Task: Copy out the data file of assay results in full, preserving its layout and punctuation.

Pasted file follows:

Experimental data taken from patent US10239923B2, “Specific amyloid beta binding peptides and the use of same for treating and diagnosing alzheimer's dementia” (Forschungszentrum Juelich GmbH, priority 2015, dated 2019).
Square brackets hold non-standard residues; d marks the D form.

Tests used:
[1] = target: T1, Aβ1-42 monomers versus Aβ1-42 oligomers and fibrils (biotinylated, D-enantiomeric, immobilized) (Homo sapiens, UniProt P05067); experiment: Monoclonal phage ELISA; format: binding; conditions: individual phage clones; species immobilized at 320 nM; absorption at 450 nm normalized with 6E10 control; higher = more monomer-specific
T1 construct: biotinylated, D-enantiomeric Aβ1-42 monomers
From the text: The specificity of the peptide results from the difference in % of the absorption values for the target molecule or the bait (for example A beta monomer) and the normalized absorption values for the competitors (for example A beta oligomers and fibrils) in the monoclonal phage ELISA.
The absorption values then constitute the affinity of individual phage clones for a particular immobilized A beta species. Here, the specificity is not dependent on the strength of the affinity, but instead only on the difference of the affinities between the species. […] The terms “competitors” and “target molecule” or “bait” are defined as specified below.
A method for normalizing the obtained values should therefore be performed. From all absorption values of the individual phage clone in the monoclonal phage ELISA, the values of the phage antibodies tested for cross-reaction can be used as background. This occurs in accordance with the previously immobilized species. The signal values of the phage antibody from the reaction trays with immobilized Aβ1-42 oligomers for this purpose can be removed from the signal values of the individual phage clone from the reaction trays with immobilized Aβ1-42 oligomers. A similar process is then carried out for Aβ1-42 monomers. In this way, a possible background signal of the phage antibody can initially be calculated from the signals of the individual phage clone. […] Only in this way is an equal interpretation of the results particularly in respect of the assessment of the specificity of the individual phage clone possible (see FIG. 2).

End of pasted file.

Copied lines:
Experimental data taken from patent US10239923B2, “Specific amyloid beta binding peptides and the use of same for treating and diagnosing alzheimer's dementia” (Forschungszentrum Juelich GmbH, priority 2015, dated 2019).
Square brackets hold non-standard residues; d marks the D form.

Tests used:
[1] = target: T1, Aβ1-42 monomers versus Aβ1-42 oligomers and fibrils (biotinylated, D-enantiomeric, immobilized) (Homo sapiens, UniProt P05067); experiment: Monoclonal phage ELISA; format: binding; conditions: individual phage clones; species immobilized at 320 nM; absorption at 450 nm normalized with 6E10 control; higher = more monomer-specific
T1 construct: biotinylated, D-enantiomeric Aβ1-42 monomers
From the text: The specificity of the peptide results from the difference in % of the absorption values for the target molecule or the bait (for example A beta monomer) and the normalized absorption values for the competitors (for example A beta oligomers and fibrils) in the monoclonal phage ELISA.
The absorption values then constitute the affinity of individual phage clones for a particular immobilized A beta species. Here, the specificity is not dependent on the strength of the affinity, but instead only on the difference of the affinities between the species. […] The terms “competitors” and “target molecule” or “bait” are defined as specified below.
A method for normalizing the obtained values should therefore be performed. From all absorption values of the individual phage clone in the monoclonal phage ELISA, the values of the phage antibodies tested for cross-reaction can be used as background. This occurs in accordance with the previously immobilized species. The signal values of the phage antibody from the reaction trays with immobilized Aβ1-42 oligomers for this purpose can be removed from the signal values of the individual phage clone from the reaction trays with immobilized Aβ1-42 oligomers. A similar process is then carried out for Aβ1-42 monomers. In this way, a possible background signal of the phage antibody can initially be calculated from the signals of the individual phage clone. […] Only in this way is an equal interpretation of the results particularly in respect of the assessment of the specificity of the individual phage clone possible (see FIG. 2).